Wednesday, January 25, 2012
MACRO-MANAGEMENT: AL BULLPENS, 2000-2011
First: things don't even out.
The basic twelve-year data (at left) shows that over twelve years there is an effective range of a full earned run per game between the best performing team (the Angels) and the worst (should we be surprised to discover that it's...the Royals?).
The correlation between the won-loss record by relievers and overall bullpen ERA is a good bit stronger than what one might believe (PEARSON test brings it in at around 80%). The only real outlier in the chart (at right), the team at the far left (we show best to worst from left to right here...) is, of course, the Yankees.
What may surprise is the more conservative "tuck-in" that the overall bullpen data suggests to be the case. The won-loss record for relievers actually stays within the parameters of overall winning percentage: it is a centrifugal rather than a centripetal force.
As the data shows, bullpens in general do not lift up good teams' winning percentages, nor do they drag down the won-loss records of bad teams. The effect is, in fact, the opposite.
Finally, let's look at the overall bullpen rankings for the teams over the 2000-2011 time frame (as ranked by bullpen ERA).
This table has been color-coded to display some additional info: World Series winners are shaded in orange; pennant winners are shaded in yellow; playoff teams are shaded in green. Teams that finished under .500 have their rankings shown in red.
At the bottom of the chart the pennant winner rank is shown in its own line. That average rank is 4.3. The opening (2000) and closing (2011) pennant winners (Yankees, Rangers) are the only teams with seriously sub-par bullpen ERA rankings: everyone else is in the top half, with seven of the twelve pennant winners ranking in the top three.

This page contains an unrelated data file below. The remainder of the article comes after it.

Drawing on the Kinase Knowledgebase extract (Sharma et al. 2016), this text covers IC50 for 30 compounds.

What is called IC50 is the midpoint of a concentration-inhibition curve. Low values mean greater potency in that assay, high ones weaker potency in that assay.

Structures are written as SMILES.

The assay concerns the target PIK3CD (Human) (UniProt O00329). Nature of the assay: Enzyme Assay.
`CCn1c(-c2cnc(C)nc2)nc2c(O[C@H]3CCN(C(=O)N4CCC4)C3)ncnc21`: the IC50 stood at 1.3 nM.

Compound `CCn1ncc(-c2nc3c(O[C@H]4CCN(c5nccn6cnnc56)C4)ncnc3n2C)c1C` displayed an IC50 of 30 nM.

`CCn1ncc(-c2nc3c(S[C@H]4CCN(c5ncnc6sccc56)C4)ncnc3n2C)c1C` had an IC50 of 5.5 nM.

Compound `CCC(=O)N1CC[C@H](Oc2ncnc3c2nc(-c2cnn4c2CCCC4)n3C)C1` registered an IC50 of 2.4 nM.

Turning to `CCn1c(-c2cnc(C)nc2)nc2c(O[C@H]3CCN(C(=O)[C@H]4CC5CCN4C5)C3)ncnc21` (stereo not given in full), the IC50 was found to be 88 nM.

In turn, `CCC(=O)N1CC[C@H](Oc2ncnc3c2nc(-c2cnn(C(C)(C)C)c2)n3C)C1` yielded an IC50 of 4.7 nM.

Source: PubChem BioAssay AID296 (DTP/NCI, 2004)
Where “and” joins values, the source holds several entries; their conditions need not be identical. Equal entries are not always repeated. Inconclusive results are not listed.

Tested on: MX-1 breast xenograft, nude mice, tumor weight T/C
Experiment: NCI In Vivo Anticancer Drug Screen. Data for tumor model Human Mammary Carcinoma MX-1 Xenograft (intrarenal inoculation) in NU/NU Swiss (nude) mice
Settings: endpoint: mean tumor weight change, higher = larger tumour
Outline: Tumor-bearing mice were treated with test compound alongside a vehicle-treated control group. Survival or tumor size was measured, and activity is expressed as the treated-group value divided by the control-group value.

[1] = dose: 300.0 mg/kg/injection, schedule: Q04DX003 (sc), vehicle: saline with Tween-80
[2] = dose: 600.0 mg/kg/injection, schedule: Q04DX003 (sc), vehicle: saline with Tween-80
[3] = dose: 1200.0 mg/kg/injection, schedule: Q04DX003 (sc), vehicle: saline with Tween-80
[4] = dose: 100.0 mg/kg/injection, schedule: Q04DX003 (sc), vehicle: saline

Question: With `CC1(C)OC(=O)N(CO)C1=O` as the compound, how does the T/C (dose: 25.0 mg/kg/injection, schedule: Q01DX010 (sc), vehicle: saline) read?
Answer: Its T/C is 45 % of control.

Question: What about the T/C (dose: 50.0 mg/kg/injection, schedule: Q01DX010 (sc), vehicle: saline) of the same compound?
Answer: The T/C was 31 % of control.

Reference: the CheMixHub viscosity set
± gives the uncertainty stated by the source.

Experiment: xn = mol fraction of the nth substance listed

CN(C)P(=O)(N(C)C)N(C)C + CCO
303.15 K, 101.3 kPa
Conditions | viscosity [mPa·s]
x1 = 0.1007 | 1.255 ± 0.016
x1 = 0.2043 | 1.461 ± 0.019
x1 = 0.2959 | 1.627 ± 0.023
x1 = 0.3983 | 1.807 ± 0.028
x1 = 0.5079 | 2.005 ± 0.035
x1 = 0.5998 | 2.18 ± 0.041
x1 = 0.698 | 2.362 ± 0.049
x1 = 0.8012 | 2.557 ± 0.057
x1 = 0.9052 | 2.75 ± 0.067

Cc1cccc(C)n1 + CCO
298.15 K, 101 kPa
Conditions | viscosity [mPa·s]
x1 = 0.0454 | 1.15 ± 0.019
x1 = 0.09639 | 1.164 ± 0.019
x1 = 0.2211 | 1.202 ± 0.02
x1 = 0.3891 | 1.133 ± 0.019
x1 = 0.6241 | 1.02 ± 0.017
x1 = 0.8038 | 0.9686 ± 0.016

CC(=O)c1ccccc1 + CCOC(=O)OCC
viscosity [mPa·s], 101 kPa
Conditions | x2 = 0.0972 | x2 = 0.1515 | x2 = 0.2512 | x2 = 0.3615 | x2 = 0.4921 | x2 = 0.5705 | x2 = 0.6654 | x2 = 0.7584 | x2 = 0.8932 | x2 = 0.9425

The average playoff team is shown next as an average. Overall, the average rank is 5.4. Only one playoff team--the 2005 Red Sox--finished dead last in bullpen ERA.
Finally, "bad" teams (those with a WPCT under .500) are represented with their average. As you'd expect, this is relatively high at 9.4. Two of the chief culprits here are (who else?) the Royals, with an average rank over the twelve-year span of 11.8, and the Orioles, who are on their heels at 10.4. (The Royals have finished last in bullpen ERA six times in the past twelve years, though they made a good jump in 2011; however, they did something similar in 2007...only to regress to the bottom again.)
The chart also shows that there has been a good deal of performance volatility, particularly around pennant and playoff teams. The Red Sox showed a lot of this in the 2003-05 period, and they have been the most ping-pongy of all AL teams over the twelve years represented here. The White Sox had a bullpen apotheosis in 2005 and won the World Series; the next year, the bullpen lit itself on fire. The Rays made a huge jump in bullpen performance from 2007 (last) to 2008 (3rd), which is one of the reasons that they exceeded all the improvement projections made for them that year. The Rangers made it to the World Series with two vastly different performance levels from their bullpens in 2010 and 2011.
2010 was the only year in which the top four bullpens (as measured by ERA) all made it to the playoffs at the same time.
Most volatile bullpens over the time frame: Red Sox, Indians, Rangers.
Least volatile bullpens over the time frame: Yankees, Orioles (but not in a good way!), Angels, Royals (again, not a positive manifestation...), Twins.